Karma and Asit met on September 24, 2009 at a fundraiser for their mutual friends, Shawn and Noel, who were off to Africa to work as legal aid refugee attorneys.  The mutual friends had known Karma for three years at this time, but had known Asit for only a few months.  Karma, who spent the summer studying for the Bar exam in Oregon, hadn’t been a part of the cook-offs, dinners, and track practices through which Shawn, Noel, and Asit came to know each other.  But she was back in San Francisco in time to attend the fundraiser at 15 Romolo, a bar in the City’s North Beach district.

Karma arrived at 15 Romolo, found a few friends she hadn’t seen in months, and spent time catching up with them.  When the friends decided to leave an hour later, Karma decided it was time for a drink.  On her way to the bar she noticed a very well-dressed and handsome man on the other end of the room who appeared to be having an animated conversation with a small circle of people.  Amused, Karma placed her drink order, and, for lack of anything better to do while standing alone at the bar, waiting, she pulled out her phone and checked her email.

“So, are you just going to stand there, look at your BlackBerry, and ignore the rest of us all night?”

She laughed, and turned around. There was the well-dressed and handsome man, looking at her with a raised eyebrow and taking a sip of his martini.  “Well, when you’ve invited twenty people to the party and none of them show, you must wonder what your friends are doing,” she said.  He didn’t buy it.  She turned to reach for her drink and paid.  “I’m Karma.”

Both eyebrows lifted now.  “Karma?  Really?  That’s your name?” he asked, with a hint of sarcasm.  Another cool sip of the martini.  “I’m Asit.”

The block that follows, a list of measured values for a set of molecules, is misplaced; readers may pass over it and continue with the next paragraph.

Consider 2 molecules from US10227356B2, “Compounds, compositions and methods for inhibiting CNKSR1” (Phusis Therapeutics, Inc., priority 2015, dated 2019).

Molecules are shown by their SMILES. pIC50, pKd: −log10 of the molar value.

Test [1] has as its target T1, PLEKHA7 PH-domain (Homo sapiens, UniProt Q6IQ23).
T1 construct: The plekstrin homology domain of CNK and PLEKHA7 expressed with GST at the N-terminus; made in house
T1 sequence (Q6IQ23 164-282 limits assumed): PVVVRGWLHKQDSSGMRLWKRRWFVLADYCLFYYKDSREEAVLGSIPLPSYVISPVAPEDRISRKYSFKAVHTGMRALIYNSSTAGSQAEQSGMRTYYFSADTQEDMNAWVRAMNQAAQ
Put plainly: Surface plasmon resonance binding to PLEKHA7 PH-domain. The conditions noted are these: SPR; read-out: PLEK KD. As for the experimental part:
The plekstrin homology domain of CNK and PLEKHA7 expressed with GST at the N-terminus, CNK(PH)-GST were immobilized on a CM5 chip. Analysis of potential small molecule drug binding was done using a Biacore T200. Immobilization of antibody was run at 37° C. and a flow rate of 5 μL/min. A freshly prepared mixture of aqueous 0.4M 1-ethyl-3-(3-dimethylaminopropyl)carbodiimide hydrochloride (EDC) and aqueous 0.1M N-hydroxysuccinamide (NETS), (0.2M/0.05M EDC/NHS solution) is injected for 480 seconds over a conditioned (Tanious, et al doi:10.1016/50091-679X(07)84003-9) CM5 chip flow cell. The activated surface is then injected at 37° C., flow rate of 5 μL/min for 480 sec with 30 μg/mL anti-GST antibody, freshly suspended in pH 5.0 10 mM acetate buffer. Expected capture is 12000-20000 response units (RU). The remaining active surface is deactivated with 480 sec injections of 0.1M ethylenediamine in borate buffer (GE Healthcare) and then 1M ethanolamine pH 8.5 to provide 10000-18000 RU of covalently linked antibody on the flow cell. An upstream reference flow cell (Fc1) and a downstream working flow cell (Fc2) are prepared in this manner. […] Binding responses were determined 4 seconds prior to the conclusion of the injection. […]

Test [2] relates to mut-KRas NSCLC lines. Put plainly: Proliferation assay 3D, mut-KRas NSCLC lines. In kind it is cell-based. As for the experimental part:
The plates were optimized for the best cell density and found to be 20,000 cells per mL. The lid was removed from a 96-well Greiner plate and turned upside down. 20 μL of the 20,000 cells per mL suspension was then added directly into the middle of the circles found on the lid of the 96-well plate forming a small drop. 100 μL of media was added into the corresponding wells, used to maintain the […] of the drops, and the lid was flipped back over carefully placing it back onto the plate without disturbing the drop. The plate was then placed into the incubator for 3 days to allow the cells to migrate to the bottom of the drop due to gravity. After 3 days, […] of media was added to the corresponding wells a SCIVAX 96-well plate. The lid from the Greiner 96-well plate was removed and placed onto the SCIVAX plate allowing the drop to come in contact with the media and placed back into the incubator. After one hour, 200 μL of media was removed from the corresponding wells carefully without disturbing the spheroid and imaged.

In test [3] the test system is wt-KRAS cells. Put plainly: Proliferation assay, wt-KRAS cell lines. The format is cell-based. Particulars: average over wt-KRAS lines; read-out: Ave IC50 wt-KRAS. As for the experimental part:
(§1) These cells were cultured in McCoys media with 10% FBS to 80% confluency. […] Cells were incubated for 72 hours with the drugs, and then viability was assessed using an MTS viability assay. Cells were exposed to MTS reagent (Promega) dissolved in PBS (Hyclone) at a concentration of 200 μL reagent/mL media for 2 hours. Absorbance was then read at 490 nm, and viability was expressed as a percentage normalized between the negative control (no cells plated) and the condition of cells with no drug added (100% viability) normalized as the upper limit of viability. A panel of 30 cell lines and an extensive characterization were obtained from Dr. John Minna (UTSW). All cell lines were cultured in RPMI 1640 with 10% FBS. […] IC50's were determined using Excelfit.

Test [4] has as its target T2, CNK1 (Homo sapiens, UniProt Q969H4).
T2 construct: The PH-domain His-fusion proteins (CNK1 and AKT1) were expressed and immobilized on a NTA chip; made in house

The name hit her.  She’d heard of him.

“Oh, you’re Asit!  You’re the one who placed last in each of the cook-offs this summer, and you missed your goal of the 6-minute mile by two seconds.”

It was his turn to laugh.  She’d gotten back at him for his comment about the BlackBerry.  The conversation then turned to basics:  how they knew the mutual friends, where they worked, where she had been all summer.  They parted ways.

They met again fifteen minutes later.  More conversation.  Another drink.  More friends arrived and were greeted.  Food was ordered.  By the end of the evening, Asit had Karma’s number.  The next afternoon he sent her a text message, stating “It was nice meeting you last night.”  Two minutes later, he found her on Facebook.  They both went dancing with a group of friends the following evening.  Six days after that was their first date.

And four years later, they’re getting married.

NOTE:  The prosecution objects to the defense’s assertion that Karma was at the bar and had ordered a drink when Asit approached her from behind.  According to the prosecution, she was in the middle of the room, standing alone.  No witness testimony is available to support the prosecution’s theory.

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